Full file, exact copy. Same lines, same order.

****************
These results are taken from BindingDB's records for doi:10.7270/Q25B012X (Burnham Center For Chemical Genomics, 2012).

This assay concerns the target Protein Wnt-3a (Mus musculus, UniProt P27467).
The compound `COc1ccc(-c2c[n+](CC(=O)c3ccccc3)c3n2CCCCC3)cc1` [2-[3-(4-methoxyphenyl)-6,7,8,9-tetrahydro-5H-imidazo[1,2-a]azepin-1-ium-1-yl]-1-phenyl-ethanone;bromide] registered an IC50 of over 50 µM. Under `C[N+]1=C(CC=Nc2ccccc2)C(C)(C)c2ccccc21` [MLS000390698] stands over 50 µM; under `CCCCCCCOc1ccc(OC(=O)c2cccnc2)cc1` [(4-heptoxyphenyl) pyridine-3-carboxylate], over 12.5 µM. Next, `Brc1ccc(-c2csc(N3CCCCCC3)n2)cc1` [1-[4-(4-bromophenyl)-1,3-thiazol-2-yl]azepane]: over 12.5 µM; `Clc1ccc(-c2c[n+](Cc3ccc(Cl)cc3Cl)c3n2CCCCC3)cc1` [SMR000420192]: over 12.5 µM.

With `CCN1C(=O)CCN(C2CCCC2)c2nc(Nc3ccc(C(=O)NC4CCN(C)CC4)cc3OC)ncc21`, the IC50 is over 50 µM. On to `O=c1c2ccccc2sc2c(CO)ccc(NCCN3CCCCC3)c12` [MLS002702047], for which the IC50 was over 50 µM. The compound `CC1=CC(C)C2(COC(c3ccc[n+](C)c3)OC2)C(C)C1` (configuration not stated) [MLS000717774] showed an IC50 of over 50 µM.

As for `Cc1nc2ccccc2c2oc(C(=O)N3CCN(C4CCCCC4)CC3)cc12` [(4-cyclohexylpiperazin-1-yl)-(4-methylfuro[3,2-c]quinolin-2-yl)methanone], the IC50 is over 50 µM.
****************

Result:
These results are taken from BindingDB's records for doi:10.7270/Q25B012X (Burnham Center For Chemical Genomics, 2012).

This assay concerns the target Protein Wnt-3a (Mus musculus, UniProt P27467).
The compound `COc1ccc(-c2c[n+](CC(=O)c3ccccc3)c3n2CCCCC3)cc1` [2-[3-(4-methoxyphenyl)-6,7,8,9-tetrahydro-5H-imidazo[1,2-a]azepin-1-ium-1-yl]-1-phenyl-ethanone;bromide] registered an IC50 of over 50 µM. Under `C[N+]1=C(CC=Nc2ccccc2)C(C)(C)c2ccccc21` [MLS000390698] stands over 50 µM; under `CCCCCCCOc1ccc(OC(=O)c2cccnc2)cc1` [(4-heptoxyphenyl) pyridine-3-carboxylate], over 12.5 µM. Next, `Brc1ccc(-c2csc(N3CCCCCC3)n2)cc1` [1-[4-(4-bromophenyl)-1,3-thiazol-2-yl]azepane]: over 12.5 µM; `Clc1ccc(-c2c[n+](Cc3ccc(Cl)cc3Cl)c3n2CCCCC3)cc1` [SMR000420192]: over 12.5 µM.

With `CCN1C(=O)CCN(C2CCCC2)c2nc(Nc3ccc(C(=O)NC4CCN(C)CC4)cc3OC)ncc21`, the IC50 is over 50 µM. On to `O=c1c2ccccc2sc2c(CO)ccc(NCCN3CCCCC3)c12` [MLS002702047], for which the IC50 was over 50 µM. The compound `CC1=CC(C)C2(COC(c3ccc[n+](C)c3)OC2)C(C)C1` (configuration not stated) [MLS000717774] showed an IC50 of over 50 µM.

As for `Cc1nc2ccccc2c2oc(C(=O)N3CCN(C4CCCCC4)CC3)cc12` [(4-cyclohexylpiperazin-1-yl)-(4-methylfuro[3,2-c]quinolin-2-yl)methanone], the IC50 is over 50 µM.